Things You Ought to Know About MOT Tests

The Ministry of Transport – to which the MOT test owes its name – has long been subsumed by the Department for Transport, the government department that now makes sure all vehicles are roadworthy. To do this, they appoint a network of qualified inspection centres and mechanics to undertake tests on their behalf. These centres are, themselves, subject to inspections so that high standards of testing are maintained. The system has been around for decades but there are changes here and there so what do you need to know?

Can MOTs be done at home?

Firstly, MOTs cannot be completed on your driveway at home unless you have all of the approved equipment, such as a mechanic’s inspection pit on your property already. Take your car to an approved mechanic, an MOT test centre or your local authority testing facility. Some privately run garages will pick your car up and return it to you after the test has been completed, so this is a service worth knowing about if you have limited time on your hands. If you live in or near London, then we recommend using Elite’s MOT service. You can book MOT Test Online at Elite Direct at a date and time of your choosing. They start for as low as 39 pounds!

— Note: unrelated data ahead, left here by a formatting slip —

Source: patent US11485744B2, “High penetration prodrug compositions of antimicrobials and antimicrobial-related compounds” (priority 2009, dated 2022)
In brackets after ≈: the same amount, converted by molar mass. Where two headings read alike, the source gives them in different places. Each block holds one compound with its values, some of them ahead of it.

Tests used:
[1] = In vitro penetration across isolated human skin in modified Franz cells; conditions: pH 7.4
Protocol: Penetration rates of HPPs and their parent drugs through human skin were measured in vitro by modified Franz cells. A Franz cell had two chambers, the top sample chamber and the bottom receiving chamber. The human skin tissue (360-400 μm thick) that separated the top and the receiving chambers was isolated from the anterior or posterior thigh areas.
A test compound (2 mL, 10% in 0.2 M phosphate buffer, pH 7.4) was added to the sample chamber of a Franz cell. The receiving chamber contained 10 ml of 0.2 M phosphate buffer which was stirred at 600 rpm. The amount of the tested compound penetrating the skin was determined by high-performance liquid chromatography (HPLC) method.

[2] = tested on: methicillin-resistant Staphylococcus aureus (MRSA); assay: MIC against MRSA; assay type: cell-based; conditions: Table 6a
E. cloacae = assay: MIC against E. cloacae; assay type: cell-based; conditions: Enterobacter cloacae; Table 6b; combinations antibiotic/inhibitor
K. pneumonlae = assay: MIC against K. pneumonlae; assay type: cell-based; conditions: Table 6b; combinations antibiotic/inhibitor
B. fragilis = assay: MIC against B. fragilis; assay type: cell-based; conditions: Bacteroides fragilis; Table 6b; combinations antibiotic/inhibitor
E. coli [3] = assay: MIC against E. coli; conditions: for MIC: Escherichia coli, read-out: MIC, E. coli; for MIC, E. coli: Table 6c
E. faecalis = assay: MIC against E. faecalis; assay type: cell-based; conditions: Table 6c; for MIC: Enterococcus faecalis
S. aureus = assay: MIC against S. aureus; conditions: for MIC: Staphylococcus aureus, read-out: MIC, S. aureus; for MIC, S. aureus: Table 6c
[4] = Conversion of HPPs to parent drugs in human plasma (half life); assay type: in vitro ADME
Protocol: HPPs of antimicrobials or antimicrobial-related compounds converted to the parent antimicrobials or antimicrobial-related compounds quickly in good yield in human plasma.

What is an MOT for?

You need an MOT to be street legal. Without a valid one, you could face a £1,000 fine and even more stringent punishment if you end up being found out because of an accident. Basically, the idea is to make sure every car, van and motorbike on UK roads is safe. It not only protects you and your passengers but other road users as well.

What will be checked during an MOT test?

There are too many individual inspections during an MOT to count them all here. Recently introduced ones include emissions checks to make sure your exhaust isn’t polluting the local environment. Important safety checks include those on your tyres, steering, brakes and electrical systems. However, you could fail an MOT for something as simple as a faulty wiper blade!

When are MOTs due?

Cars are due to have their first MOT when they turn three years of age. You should get your MOT booked in before this or you might find that you end up driving illegally for a couple of weeks. After that, an annual inspection is called for. The only exceptions are vintage cars that are older than 40 years of age. Even then, if an older car has undergone significant modifications, then it will still need to be put through its paces at an annual MOT if it is to be allowed on the road.

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